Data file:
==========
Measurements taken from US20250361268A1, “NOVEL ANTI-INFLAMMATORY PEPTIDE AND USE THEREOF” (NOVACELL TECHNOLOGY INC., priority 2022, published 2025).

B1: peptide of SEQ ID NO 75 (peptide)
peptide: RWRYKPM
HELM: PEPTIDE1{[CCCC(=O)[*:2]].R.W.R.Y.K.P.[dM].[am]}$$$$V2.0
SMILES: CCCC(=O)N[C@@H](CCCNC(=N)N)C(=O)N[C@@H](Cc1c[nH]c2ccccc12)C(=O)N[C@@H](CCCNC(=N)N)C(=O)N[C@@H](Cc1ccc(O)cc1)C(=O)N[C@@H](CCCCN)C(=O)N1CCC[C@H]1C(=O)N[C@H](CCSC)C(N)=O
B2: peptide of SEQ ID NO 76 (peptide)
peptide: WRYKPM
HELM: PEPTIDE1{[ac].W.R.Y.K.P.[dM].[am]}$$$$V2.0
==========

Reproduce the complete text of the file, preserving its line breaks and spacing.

Measurements taken from US20250361268A1, “NOVEL ANTI-INFLAMMATORY PEPTIDE AND USE THEREOF” (NOVACELL TECHNOLOGY INC., priority 2022, published 2025).

B1: peptide of SEQ ID NO 75 (peptide)
peptide: RWRYKPM
HELM: PEPTIDE1{[CCCC(=O)[*:2]].R.W.R.Y.K.P.[dM].[am]}$$$$V2.0
SMILES: CCCC(=O)N[C@@H](CCCNC(=N)N)C(=O)N[C@@H](Cc1c[nH]c2ccccc12)C(=O)N[C@@H](CCCNC(=N)N)C(=O)N[C@@H](Cc1ccc(O)cc1)C(=O)N[C@@H](CCCCN)C(=O)N1CCC[C@H]1C(=O)N[C@H](CCSC)C(N)=O
B2: peptide of SEQ ID NO 76 (peptide)
peptide: WRYKPM
HELM: PEPTIDE1{[ac].W.R.Y.K.P.[dM].[am]}$$$$V2.0